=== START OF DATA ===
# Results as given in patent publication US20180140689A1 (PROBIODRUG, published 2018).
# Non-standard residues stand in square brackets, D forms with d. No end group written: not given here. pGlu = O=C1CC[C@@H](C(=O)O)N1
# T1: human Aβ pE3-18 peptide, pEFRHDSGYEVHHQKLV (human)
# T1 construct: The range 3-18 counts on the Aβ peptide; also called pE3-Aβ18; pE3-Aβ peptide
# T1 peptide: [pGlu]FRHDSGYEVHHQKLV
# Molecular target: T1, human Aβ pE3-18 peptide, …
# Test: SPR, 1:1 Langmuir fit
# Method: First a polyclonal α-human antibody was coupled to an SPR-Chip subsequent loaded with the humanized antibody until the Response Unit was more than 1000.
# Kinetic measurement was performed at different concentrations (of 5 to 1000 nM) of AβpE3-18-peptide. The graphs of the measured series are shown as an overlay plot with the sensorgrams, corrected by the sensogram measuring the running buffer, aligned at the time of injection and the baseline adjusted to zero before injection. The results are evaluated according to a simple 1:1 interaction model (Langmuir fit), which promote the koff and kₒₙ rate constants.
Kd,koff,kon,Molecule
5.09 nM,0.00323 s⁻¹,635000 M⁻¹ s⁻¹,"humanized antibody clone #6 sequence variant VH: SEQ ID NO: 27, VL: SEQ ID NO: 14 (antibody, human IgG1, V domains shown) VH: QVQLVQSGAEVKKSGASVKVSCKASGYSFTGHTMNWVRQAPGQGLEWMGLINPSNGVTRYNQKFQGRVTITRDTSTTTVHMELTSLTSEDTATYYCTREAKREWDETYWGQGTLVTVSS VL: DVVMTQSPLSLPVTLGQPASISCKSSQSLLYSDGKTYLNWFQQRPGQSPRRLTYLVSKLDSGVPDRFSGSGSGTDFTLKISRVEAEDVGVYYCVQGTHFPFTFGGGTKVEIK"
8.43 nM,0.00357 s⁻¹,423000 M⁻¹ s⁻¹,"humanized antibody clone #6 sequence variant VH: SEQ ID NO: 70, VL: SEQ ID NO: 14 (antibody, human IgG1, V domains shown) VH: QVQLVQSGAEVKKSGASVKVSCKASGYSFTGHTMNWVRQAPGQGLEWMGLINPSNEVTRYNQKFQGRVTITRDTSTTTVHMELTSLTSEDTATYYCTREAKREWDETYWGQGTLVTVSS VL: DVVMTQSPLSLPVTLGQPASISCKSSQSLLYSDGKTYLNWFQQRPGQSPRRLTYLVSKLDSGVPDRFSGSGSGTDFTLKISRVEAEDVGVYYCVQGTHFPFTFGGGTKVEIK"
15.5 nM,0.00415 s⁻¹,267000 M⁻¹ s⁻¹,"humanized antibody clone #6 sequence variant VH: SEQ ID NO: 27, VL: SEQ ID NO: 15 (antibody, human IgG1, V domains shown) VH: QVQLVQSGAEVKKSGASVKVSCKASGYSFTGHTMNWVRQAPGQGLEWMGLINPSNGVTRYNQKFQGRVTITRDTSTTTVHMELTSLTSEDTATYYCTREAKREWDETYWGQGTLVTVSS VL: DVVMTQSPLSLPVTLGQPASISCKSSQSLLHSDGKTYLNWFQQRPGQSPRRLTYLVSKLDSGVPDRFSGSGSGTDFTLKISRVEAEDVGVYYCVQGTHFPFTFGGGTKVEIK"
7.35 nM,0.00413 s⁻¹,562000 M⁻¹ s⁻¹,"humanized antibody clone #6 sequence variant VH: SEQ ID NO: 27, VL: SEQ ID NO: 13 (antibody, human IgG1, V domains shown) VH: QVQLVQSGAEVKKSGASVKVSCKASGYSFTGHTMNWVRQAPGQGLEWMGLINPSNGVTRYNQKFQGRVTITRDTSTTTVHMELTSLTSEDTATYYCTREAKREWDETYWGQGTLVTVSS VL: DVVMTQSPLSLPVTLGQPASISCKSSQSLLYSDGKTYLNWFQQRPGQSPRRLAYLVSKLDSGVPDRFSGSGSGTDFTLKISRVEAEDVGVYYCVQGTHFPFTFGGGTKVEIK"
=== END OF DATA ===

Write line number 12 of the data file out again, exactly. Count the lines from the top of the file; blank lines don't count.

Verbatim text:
8.43 nM,0.00357 s⁻¹,423000 M⁻¹ s⁻¹,"humanized antibody clone #6 sequence variant VH: SEQ ID NO: 70, VL: SEQ ID NO: 14 (antibody, human IgG1, V domains shown) VH: QVQLVQSGAEVKKSGASVKVSCKASGYSFTGHTMNWVRQAPGQGLEWMGLINPSNEVTRYNQKFQGRVTITRDTSTTTVHMELTSLTSEDTATYYCTREAKREWDETYWGQGTLVTVSS VL: DVVMTQSPLSLPVTLGQPASISCKSSQSLLYSDGKTYLNWFQQRPGQSPRRLTYLVSKLDSGVPDRFSGSGSGTDFTLKISRVEAEDVGVYYCVQGTHFPFTFGGGTKVEIK"